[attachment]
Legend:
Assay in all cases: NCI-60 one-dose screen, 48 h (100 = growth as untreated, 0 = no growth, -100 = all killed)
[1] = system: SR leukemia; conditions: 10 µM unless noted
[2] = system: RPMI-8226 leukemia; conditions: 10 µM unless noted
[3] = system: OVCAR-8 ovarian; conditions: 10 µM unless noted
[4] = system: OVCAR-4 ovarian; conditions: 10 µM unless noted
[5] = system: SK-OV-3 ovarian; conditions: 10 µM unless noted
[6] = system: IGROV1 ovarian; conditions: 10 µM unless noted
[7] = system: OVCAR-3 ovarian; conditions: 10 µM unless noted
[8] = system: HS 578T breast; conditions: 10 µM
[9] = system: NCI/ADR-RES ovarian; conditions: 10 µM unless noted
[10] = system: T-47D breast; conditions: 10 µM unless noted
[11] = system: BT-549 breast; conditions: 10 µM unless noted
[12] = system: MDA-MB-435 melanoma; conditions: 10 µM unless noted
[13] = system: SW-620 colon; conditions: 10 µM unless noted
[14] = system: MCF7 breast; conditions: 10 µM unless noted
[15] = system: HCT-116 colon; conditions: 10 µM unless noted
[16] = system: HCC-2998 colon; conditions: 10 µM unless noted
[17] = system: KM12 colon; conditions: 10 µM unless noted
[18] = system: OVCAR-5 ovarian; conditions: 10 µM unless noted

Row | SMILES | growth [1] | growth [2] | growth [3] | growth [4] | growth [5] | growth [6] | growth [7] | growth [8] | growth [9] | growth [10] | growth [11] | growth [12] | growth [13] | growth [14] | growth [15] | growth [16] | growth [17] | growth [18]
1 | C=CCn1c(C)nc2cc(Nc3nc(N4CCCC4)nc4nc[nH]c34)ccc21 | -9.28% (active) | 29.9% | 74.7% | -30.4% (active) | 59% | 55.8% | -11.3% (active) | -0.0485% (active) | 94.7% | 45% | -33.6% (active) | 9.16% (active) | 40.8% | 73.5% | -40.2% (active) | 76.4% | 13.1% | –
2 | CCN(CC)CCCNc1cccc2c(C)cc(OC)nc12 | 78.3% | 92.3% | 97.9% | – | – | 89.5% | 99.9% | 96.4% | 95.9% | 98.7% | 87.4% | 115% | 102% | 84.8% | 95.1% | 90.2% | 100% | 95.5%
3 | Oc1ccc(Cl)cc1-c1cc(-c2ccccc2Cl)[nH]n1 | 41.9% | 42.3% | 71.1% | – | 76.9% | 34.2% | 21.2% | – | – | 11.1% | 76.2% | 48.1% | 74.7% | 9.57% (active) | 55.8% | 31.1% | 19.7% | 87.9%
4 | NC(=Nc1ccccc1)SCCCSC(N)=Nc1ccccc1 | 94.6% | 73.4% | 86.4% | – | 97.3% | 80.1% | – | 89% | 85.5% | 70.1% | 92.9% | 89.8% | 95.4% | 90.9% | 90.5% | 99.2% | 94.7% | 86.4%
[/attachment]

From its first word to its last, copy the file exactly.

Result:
Legend:
Assay in all cases: NCI-60 one-dose screen, 48 h (100 = growth as untreated, 0 = no growth, -100 = all killed)
[1] = system: SR leukemia; conditions: 10 µM unless noted
[2] = system: RPMI-8226 leukemia; conditions: 10 µM unless noted
[3] = system: OVCAR-8 ovarian; conditions: 10 µM unless noted
[4] = system: OVCAR-4 ovarian; conditions: 10 µM unless noted
[5] = system: SK-OV-3 ovarian; conditions: 10 µM unless noted
[6] = system: IGROV1 ovarian; conditions: 10 µM unless noted
[7] = system: OVCAR-3 ovarian; conditions: 10 µM unless noted
[8] = system: HS 578T breast; conditions: 10 µM
[9] = system: NCI/ADR-RES ovarian; conditions: 10 µM unless noted
[10] = system: T-47D breast; conditions: 10 µM unless noted
[11] = system: BT-549 breast; conditions: 10 µM unless noted
[12] = system: MDA-MB-435 melanoma; conditions: 10 µM unless noted
[13] = system: SW-620 colon; conditions: 10 µM unless noted
[14] = system: MCF7 breast; conditions: 10 µM unless noted
[15] = system: HCT-116 colon; conditions: 10 µM unless noted
[16] = system: HCC-2998 colon; conditions: 10 µM unless noted
[17] = system: KM12 colon; conditions: 10 µM unless noted
[18] = system: OVCAR-5 ovarian; conditions: 10 µM unless noted

Row | SMILES | growth [1] | growth [2] | growth [3] | growth [4] | growth [5] | growth [6] | growth [7] | growth [8] | growth [9] | growth [10] | growth [11] | growth [12] | growth [13] | growth [14] | growth [15] | growth [16] | growth [17] | growth [18]
1 | C=CCn1c(C)nc2cc(Nc3nc(N4CCCC4)nc4nc[nH]c34)ccc21 | -9.28% (active) | 29.9% | 74.7% | -30.4% (active) | 59% | 55.8% | -11.3% (active) | -0.0485% (active) | 94.7% | 45% | -33.6% (active) | 9.16% (active) | 40.8% | 73.5% | -40.2% (active) | 76.4% | 13.1% | –
2 | CCN(CC)CCCNc1cccc2c(C)cc(OC)nc12 | 78.3% | 92.3% | 97.9% | – | – | 89.5% | 99.9% | 96.4% | 95.9% | 98.7% | 87.4% | 115% | 102% | 84.8% | 95.1% | 90.2% | 100% | 95.5%
3 | Oc1ccc(Cl)cc1-c1cc(-c2ccccc2Cl)[nH]n1 | 41.9% | 42.3% | 71.1% | – | 76.9% | 34.2% | 21.2% | – | – | 11.1% | 76.2% | 48.1% | 74.7% | 9.57% (active) | 55.8% | 31.1% | 19.7% | 87.9%
4 | NC(=Nc1ccccc1)SCCCSC(N)=Nc1ccccc1 | 94.6% | 73.4% | 86.4% | – | 97.3% | 80.1% | – | 89% | 85.5% | 70.1% | 92.9% | 89.8% | 95.4% | 90.9% | 90.5% | 99.2% | 94.7% | 86.4%